The Dispassionate Observer

 

A man walked the road; came upon a person lying in the pathway. He kicked the man out of his way. The man just lay there, too tired and sick to protest.

 

Along came another man; saw what had been done. As he watched the first man walking on down the road, obviously oblivious to the poor man's pain, the second man knelt and wiped the sweat from the suffering man's brow. He asked, "What may I do for you?"

 

Suffering man took his hand and a charge went between them as a bolt of electricity. Suffering man rose to his feet, still grasping the second man's hand.

 

He took his other hand, and looking him straight in his eyes said, "What you do for me, you do for yourself." With that the suffering man now strode away, strong in step, straight of shoulders, lightness all around him.

Second man watched him out of sight, then turned and saw down the other length of road a heap on the end of the road, lying still. He walked in that direction, and as he approached the heap in the road, he remembered the suffering man's words, and the light that emanated from him as he walked away.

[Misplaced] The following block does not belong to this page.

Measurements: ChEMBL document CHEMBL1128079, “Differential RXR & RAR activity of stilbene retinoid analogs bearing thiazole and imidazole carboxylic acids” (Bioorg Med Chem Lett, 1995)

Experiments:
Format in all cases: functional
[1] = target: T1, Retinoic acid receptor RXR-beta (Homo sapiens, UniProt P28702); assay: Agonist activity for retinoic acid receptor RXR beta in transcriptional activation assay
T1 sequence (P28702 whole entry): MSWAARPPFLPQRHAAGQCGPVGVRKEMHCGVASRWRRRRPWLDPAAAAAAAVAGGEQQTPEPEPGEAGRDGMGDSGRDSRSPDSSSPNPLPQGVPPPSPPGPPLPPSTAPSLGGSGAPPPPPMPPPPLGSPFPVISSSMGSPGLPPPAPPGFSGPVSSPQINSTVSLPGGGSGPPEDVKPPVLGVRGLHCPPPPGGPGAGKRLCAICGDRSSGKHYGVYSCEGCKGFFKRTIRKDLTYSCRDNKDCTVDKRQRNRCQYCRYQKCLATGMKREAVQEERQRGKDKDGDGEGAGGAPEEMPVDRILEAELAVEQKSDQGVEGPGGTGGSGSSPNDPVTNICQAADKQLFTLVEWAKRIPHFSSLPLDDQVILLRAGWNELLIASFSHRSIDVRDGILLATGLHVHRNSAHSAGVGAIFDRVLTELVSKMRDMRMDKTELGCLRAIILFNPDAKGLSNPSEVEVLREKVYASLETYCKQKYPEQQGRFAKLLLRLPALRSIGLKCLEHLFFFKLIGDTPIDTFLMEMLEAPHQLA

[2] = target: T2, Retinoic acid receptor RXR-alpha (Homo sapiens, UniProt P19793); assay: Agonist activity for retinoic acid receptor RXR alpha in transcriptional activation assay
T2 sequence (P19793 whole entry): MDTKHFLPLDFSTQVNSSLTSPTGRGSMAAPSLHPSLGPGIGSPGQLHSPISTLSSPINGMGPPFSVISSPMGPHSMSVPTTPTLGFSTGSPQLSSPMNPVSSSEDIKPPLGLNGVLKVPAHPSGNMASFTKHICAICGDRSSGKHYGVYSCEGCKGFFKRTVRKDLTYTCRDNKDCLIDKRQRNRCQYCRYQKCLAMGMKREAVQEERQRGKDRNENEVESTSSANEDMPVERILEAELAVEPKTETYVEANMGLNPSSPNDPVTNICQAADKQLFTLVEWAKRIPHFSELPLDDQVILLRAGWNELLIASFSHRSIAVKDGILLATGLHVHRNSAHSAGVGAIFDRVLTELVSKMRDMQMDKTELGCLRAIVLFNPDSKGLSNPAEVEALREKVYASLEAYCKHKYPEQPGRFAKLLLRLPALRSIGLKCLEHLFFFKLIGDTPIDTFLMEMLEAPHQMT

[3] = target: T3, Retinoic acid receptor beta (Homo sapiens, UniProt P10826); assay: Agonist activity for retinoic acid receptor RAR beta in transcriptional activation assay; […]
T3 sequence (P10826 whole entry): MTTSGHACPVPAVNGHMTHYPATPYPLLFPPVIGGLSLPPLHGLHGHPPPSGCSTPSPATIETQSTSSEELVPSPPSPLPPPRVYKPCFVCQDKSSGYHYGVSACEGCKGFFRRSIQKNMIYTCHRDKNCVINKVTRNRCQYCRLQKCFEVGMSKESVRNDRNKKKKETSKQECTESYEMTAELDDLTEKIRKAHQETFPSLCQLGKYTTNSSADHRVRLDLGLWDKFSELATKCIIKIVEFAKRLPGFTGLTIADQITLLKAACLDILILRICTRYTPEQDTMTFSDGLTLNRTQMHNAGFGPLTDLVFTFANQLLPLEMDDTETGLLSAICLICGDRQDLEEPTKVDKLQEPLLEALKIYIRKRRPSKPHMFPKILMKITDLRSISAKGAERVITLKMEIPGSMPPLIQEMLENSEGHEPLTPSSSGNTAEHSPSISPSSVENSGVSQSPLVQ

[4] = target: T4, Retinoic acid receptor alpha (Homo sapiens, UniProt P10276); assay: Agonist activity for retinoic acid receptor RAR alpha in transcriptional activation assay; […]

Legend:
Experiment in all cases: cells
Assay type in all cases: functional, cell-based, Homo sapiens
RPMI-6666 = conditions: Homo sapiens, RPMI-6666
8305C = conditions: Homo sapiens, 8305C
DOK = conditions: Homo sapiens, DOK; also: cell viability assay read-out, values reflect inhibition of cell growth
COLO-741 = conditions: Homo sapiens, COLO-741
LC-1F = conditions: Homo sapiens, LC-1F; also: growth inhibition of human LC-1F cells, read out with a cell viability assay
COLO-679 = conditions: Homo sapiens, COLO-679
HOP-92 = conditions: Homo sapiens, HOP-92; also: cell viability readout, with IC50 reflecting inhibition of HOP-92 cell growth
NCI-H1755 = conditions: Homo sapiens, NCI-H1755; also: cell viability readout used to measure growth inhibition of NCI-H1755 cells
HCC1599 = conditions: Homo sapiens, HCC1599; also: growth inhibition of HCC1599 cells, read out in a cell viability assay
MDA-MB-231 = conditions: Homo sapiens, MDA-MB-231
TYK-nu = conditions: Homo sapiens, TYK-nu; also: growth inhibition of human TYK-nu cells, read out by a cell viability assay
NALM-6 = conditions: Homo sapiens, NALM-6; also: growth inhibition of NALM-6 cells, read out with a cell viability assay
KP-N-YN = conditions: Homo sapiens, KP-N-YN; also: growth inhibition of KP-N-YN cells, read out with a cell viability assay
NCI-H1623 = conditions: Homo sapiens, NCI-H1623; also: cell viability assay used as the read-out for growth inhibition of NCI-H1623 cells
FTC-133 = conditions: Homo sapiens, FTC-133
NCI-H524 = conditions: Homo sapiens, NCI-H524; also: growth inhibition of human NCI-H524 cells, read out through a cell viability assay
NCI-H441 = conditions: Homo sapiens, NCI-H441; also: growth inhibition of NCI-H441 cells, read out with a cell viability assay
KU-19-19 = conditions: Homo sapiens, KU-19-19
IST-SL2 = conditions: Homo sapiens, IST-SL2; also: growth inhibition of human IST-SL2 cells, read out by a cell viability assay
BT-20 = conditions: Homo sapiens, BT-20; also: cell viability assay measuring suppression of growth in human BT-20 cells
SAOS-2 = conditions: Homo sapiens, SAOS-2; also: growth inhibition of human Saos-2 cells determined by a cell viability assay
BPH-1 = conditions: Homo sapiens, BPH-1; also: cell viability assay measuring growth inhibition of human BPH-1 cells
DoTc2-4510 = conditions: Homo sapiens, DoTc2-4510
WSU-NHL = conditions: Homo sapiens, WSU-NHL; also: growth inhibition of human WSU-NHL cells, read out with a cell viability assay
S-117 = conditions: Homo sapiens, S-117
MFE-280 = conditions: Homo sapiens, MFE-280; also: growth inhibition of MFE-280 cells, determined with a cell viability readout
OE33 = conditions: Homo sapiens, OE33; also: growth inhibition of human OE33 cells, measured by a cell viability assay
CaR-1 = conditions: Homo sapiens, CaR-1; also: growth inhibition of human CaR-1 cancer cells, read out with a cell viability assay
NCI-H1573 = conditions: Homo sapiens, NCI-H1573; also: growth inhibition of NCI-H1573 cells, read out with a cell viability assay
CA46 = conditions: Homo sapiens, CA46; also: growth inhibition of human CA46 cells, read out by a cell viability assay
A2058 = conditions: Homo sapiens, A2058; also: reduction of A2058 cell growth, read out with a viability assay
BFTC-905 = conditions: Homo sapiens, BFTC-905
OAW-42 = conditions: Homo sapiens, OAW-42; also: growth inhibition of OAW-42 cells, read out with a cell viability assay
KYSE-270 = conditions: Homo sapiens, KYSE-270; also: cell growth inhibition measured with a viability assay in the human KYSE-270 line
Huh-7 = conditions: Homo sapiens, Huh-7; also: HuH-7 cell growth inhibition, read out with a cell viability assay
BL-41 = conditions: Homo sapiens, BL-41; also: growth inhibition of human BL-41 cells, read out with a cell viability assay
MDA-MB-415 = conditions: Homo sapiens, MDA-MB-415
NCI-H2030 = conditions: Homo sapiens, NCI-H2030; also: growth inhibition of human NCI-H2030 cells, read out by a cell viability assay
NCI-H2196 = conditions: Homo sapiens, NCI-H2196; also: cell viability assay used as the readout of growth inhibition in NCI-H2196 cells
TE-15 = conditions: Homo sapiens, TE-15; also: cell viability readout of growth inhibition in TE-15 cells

He extended a hand to the man who lay in the road, crumpled in his own misery. The man cowered, meek and ashamed, curled himself up into a ball. "I cannot grasp the aid that you extend to me, for I am evil and I am sinful."

 

Second man lowered himself to the ground beside the crumpled man and he gently put his arms around him and held him close. "Ye are the man of little heart, yet I make you whole through my love. God works through me to treat his own, for you are His, as am I; and He is yours, as He is mine. So pick yerself up in the strength that he comes to you, through me."

 

They rose in unison; the one wept on the other's shoulder, tears of joy. "The thought of you has not helped me on my way. I will go alone. You are but a stepping-stone in my journey. I use you for my purposes, and then I flee. I do not need you, or your strength." With that the crumpled man, now strong, gave a great shove to the man who'd come and helped, and he hurried on his way.

 

The man left behind merely shrugged; a tear fell from his eye as he watched the other man, strong now, out of sight. Then he continued on his way. "I shall be there if he needs me again."  

 

 

Nancy Tate, 1998